Among the strategies for dealing with the U-boat threat to U.S. shipping was a series of small vessels, designed to be built cheaply and quickly, and optimized to find and hunt submarines. The sub chasers were small, but ended up playing out-sized roles along the coasts of the United States and around the world. The History Guy tells the forgotten story of the submarine chasers of the U.S. Navy.
Italy declared war on Germany on August 28, 1916, fifteen months after declaring war on Austria. The strange story of how Italy came to join the Entente, and why they took so long to declare war on Germany, illustrates the complexity of the conflict and the differing motivations of the nations involved. The History Guy recalls one of the least understood and remembered fronts of the Great War.
Germany invaded Norway in April 1940, and defeated the Nordic nation in a 62-day campaign. But Norwegians continued to serve the Allied cause throughout the war. One of the least remembered, most important, and most unique roles was not about strength of arms, but about gross tonnage. The History Guy remembers the critical role played by “the largest shipping company in the world.”
Facing increasing competition from economy cars from Japan and Europe, General Motors roared into the subcompact market with an innovative design based on cutting edge technology. The Chevrolet Vega was the 1971 Motor Trend Car of the Year, but problems were soon to follow. The History Guy recalls the forgotten history of the dawn of “subcompact” cars and “the car that nearly destroyed G.M.”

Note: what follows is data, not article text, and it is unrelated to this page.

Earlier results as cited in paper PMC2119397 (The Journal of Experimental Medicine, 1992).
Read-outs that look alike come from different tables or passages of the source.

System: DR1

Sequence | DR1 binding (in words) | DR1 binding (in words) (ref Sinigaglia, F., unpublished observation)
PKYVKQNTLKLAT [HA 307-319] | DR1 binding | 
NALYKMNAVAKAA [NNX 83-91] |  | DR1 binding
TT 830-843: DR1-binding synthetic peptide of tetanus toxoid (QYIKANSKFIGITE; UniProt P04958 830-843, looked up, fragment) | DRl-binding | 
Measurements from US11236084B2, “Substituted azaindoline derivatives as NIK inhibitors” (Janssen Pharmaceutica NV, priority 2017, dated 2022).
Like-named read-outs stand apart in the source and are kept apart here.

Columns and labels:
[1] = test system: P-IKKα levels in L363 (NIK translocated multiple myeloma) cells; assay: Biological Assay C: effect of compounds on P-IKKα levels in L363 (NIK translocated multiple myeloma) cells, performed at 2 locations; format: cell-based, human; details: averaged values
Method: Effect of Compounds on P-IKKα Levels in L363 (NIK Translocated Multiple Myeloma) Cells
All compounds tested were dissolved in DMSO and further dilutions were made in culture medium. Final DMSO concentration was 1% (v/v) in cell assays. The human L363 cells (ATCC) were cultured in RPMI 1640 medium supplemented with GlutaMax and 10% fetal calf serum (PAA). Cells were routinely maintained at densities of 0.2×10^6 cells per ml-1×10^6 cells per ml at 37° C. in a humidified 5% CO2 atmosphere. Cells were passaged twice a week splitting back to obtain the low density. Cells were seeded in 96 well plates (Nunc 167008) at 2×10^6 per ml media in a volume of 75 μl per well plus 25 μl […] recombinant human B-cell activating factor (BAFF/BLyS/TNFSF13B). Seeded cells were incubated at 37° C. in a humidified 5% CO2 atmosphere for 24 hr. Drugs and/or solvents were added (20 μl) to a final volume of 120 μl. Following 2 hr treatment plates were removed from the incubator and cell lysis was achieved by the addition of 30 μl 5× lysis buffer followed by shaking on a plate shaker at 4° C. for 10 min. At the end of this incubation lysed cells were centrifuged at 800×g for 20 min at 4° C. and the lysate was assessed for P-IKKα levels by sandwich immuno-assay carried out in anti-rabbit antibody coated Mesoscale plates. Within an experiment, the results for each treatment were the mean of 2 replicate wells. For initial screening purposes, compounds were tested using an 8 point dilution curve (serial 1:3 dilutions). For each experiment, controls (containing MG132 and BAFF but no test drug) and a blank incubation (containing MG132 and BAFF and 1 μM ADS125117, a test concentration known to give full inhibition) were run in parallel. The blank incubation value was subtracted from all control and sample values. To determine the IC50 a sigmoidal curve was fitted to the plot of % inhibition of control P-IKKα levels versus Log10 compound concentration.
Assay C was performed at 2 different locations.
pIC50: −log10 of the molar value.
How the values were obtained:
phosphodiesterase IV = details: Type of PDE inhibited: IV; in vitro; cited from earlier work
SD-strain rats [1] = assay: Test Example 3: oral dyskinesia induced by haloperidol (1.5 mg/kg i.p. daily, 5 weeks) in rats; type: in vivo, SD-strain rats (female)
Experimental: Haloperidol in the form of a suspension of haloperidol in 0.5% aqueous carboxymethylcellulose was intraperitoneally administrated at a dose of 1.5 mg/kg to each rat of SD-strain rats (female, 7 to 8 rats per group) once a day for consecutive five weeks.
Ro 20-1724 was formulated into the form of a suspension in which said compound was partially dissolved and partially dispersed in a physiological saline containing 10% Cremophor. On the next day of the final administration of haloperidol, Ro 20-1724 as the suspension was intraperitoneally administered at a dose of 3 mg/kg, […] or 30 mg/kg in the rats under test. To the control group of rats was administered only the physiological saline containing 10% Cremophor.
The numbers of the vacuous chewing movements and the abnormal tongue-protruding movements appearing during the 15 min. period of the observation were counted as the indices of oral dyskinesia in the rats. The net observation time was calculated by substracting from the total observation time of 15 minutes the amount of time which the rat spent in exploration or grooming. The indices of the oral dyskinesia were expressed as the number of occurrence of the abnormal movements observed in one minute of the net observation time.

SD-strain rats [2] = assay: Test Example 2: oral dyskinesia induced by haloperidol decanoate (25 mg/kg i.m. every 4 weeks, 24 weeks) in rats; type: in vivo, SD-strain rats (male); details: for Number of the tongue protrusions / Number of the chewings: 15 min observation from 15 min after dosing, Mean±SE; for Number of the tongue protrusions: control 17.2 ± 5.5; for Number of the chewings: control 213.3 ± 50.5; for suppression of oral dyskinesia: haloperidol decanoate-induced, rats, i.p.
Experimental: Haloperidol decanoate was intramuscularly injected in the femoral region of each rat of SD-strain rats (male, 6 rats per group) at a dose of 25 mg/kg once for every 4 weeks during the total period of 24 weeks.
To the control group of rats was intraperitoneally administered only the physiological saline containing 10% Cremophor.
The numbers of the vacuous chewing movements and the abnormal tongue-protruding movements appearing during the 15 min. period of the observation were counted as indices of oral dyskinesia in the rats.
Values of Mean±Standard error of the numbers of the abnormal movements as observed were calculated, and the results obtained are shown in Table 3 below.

Stonehenge is an iconic image of the British Isles. The monument is so ancient that the study of its history is ancient history. The History Guy reveals the surprisingly long history of the search for the meaning of perhaps the world’s most famous neolithic monument.
In another video in the series about his hat collection, the History Guy recalls the history of the broad-brimmed felt or straw hat, with a high crown, pinched symmetrically at the four corners.
Hercules Mulligan was an early supporter of the patriot cause, and a major influence on the young Alexander Hamilton. A tailor, he gathered intelligence that helped save George Washington twice. The History Guy recalls one of the most enigmatic figures of the American Revolution.
In February 1941, as the East Africa Campaign was coming to a close, three Italian ships, RAMB I, RAMB II and Eritrea, had to make a run for an allied port. The fates of the three ships represented the shifting fortunes of the war. The History Guy recalls the forgotten history of three ships that demonstrated the “world” part of World War II.
Some of the most common viewer questions that are received at this channel regard The History Guy’s hat collection. Military uniforms were impacted by practical needs, historical events, and the preferences of powerful leaders. The History Guy talks about collecting military “covers” and why the United States Navy once had five different colors of the same hat.
In 1914, the demand for molasses was at an all time high. As a result, Purity Distilling Company installed a holding tank fifty feet tall and ninety feet across at 529 Commercial Street near Keany Square in Boston. On an unseasonably warm day, January 15, 1919, the tank collapsed. The History Guy remembers the Boston Molasses Disaster of 1919.